10. The Disaster Artist
While ostensibly about the making of The Room, aka the worst period movie period ever exclamation point, The Disaster Artist is actually more about the strength of friendship. Dave and James Franco both do a wonderful job of taking characters that could’ve been punchlines, and presenting them as thoughtful, three dimensional creatures.
Filed under movies, top 10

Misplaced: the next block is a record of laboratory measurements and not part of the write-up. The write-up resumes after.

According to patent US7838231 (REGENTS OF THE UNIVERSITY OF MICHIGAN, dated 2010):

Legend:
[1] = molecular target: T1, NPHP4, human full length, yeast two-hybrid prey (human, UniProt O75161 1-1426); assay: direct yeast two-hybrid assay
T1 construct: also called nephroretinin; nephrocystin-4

In 1982, Ridley Scott’s Blade Runner had an expectation of LA in 2019 that we will likely fall short of: flying cars and android slaves passing as human (called replicants). It painted a dystopian future (is there any other kind?) of dark moodiness and a staggering loss of basic humanity. On that front, we’re a little closer. I wasn’t a huge fan of the original. It had amazing visuals and production design, and thoughtful writing, but I was subjected to the original cut, which had that awful voice-over that managed to ruin an otherwise thoughtful and quiet piece. Blade Runner 2049 capitalizes on the world of the original, and creates a more engaging, more thoughtful, if less stylized film.